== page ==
22 Mar 2017, 9:00am
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Meditating in the Garden

I’ve been working on some writing projects – or rather, the working is happening. I don’t know the words for this – only that’s it’s not my drive, but being driven. When it’s time to work on a particular project, I do. When it’s not, I don’t. There’s a great simplicity to this, when I can relax into it.

I’m having the most fun with a project on meditating in the garden, which emerged from my love of gardening and meditation. I’m writing about the garden as a place and a focus for mindfulness meditation.

I’ve written a series of short pieces, each paired with a photo I took in my garden. I decided to  exclude anything taken elsewhere, which means I had to pull a photo I’d intended to use and forgotten where it was taken. This is one of my challenges – to keep the project totally within my own garden.

I wrote most of it late last year, in three days of scribbling out scrappy notes. “Oh, I could write about this, and this, and this.” The photography took off last June, when I looked into the garden early one morning and saw sunlight backlighting a peony, grabbed my camera and started shooting. Somehow I see light differently now.

This project has emerged from the spiritual shift, and seems to be directing itself. I follow along, enjoying the ride.

Maureen

Calgary Through The Eyes of Writers

Shaun Hunter’s project Calgary Through the Eyes of Writers features The Veil Weavers today. I love the timing, days before a city council vote on a development project that would keep the water downstream of Confederation Park underground, instead of restoring it as a stream in Highland Park, as local residents are fighting for.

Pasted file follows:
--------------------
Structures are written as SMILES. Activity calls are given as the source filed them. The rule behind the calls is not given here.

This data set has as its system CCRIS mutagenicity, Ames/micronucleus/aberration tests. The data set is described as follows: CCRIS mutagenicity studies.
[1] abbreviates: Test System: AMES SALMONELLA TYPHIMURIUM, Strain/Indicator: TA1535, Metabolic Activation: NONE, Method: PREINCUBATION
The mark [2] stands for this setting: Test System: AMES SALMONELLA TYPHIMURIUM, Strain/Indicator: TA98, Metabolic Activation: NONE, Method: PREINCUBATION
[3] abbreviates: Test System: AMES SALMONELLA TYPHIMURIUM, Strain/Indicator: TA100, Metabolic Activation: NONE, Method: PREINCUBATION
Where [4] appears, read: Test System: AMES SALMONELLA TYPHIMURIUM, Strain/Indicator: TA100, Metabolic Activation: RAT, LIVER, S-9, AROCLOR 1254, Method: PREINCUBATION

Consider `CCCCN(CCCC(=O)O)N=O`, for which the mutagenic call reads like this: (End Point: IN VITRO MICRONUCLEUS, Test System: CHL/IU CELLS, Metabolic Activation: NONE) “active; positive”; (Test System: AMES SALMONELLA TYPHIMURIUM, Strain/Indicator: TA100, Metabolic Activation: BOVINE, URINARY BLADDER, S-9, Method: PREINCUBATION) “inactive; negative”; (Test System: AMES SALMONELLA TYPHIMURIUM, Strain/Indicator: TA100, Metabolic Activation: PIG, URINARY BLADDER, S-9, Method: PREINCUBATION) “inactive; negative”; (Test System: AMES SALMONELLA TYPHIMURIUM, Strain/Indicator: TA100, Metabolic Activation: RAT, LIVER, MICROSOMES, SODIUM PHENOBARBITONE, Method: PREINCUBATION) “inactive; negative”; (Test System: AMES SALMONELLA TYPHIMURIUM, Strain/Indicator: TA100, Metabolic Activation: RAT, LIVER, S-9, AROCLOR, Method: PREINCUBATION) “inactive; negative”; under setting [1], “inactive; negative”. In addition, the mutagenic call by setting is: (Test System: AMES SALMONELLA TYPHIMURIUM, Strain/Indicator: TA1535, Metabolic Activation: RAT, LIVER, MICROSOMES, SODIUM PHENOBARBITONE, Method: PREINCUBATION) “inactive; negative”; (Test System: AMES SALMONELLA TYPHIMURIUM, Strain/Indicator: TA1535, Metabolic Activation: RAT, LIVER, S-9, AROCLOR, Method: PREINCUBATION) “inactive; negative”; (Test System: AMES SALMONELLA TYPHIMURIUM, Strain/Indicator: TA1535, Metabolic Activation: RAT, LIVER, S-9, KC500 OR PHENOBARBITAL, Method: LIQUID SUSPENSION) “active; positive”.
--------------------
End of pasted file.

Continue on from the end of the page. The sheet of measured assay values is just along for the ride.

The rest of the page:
http://shaunhunter.ca/writing-the-city/2017/maureen-bushs-the-veil-weavers

26 Feb 2017, 1:10pm
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Writing or Not Writing?

I’ve done very little writing in the last few months – instead, this time has been about deepening, becoming quieter, more still.

Odds and bits of writing arose, some of them quite marvelous and with great potential, but nothing with any discipline, and nothing completed. When the tap is on, I write. When it turns off, I stop.

I don’t know if a more focused or productive time is coming (my intuition says yes), or if this is simply the tail end of being a writer.

I’m fine with either ­– which is its own vast curiosity. But there it is.

I’m not dismayed. I am curious. What will today bring?

Maureen

From Quarry Lake, near Canmore

Let The Story Be

I came across the phrase people who love the interior world a while ago. I love this – it completely explains where I find myself right now. I don’t remember where I came across it. Apologies for not crediting a radiant phrase.

It explains the books I loved as a child, and my drive now to go deeper into silence, an amazing roller coaster of discovery. I’m diving deep into the interior world.

When I was a child I adored the poem Halfway Down, by A. A. Milne:

Halfway down the stairs

is a stair

where i sit.

there isn’t any

other stair

quite like it.